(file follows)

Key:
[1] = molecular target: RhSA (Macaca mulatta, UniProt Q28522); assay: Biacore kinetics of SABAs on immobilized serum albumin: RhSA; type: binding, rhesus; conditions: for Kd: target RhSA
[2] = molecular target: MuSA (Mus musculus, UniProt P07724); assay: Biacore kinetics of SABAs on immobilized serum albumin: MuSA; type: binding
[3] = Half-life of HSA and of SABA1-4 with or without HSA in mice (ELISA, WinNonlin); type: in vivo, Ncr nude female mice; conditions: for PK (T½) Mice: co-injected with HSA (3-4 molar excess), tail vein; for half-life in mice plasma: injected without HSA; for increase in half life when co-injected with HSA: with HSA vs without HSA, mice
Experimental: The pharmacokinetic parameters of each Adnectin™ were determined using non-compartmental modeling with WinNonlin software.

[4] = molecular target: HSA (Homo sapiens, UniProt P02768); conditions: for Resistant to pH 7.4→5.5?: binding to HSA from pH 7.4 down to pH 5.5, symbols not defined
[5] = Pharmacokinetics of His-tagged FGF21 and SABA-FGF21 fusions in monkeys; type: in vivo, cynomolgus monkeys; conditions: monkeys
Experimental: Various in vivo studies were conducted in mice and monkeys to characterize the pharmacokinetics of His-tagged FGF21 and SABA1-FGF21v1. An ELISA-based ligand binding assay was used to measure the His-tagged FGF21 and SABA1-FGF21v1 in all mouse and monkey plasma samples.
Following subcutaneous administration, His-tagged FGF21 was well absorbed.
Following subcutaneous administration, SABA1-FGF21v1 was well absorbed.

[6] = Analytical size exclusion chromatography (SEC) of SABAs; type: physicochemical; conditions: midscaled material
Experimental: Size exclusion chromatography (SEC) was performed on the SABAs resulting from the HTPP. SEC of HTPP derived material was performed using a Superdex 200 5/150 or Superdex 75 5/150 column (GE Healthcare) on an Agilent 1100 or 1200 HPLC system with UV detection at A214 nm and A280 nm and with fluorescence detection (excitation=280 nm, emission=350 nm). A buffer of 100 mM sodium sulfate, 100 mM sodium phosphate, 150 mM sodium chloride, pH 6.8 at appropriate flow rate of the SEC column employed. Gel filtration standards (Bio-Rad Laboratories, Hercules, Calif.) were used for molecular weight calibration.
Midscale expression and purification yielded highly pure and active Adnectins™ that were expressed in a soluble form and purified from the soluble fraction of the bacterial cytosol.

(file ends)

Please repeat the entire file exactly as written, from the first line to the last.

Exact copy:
Key:
[1] = molecular target: RhSA (Macaca mulatta, UniProt Q28522); assay: Biacore kinetics of SABAs on immobilized serum albumin: RhSA; type: binding, rhesus; conditions: for Kd: target RhSA
[2] = molecular target: MuSA (Mus musculus, UniProt P07724); assay: Biacore kinetics of SABAs on immobilized serum albumin: MuSA; type: binding
[3] = Half-life of HSA and of SABA1-4 with or without HSA in mice (ELISA, WinNonlin); type: in vivo, Ncr nude female mice; conditions: for PK (T½) Mice: co-injected with HSA (3-4 molar excess), tail vein; for half-life in mice plasma: injected without HSA; for increase in half life when co-injected with HSA: with HSA vs without HSA, mice
Experimental: The pharmacokinetic parameters of each Adnectin™ were determined using non-compartmental modeling with WinNonlin software.

[4] = molecular target: HSA (Homo sapiens, UniProt P02768); conditions: for Resistant to pH 7.4→5.5?: binding to HSA from pH 7.4 down to pH 5.5, symbols not defined
[5] = Pharmacokinetics of His-tagged FGF21 and SABA-FGF21 fusions in monkeys; type: in vivo, cynomolgus monkeys; conditions: monkeys
Experimental: Various in vivo studies were conducted in mice and monkeys to characterize the pharmacokinetics of His-tagged FGF21 and SABA1-FGF21v1. An ELISA-based ligand binding assay was used to measure the His-tagged FGF21 and SABA1-FGF21v1 in all mouse and monkey plasma samples.
Following subcutaneous administration, His-tagged FGF21 was well absorbed.
Following subcutaneous administration, SABA1-FGF21v1 was well absorbed.

[6] = Analytical size exclusion chromatography (SEC) of SABAs; type: physicochemical; conditions: midscaled material
Experimental: Size exclusion chromatography (SEC) was performed on the SABAs resulting from the HTPP. SEC of HTPP derived material was performed using a Superdex 200 5/150 or Superdex 75 5/150 column (GE Healthcare) on an Agilent 1100 or 1200 HPLC system with UV detection at A214 nm and A280 nm and with fluorescence detection (excitation=280 nm, emission=350 nm). A buffer of 100 mM sodium sulfate, 100 mM sodium phosphate, 150 mM sodium chloride, pH 6.8 at appropriate flow rate of the SEC column employed. Gel filtration standards (Bio-Rad Laboratories, Hercules, Calif.) were used for molecular weight calibration.
Midscale expression and purification yielded highly pure and active Adnectins™ that were expressed in a soluble form and purified from the soluble fraction of the bacterial cytosol.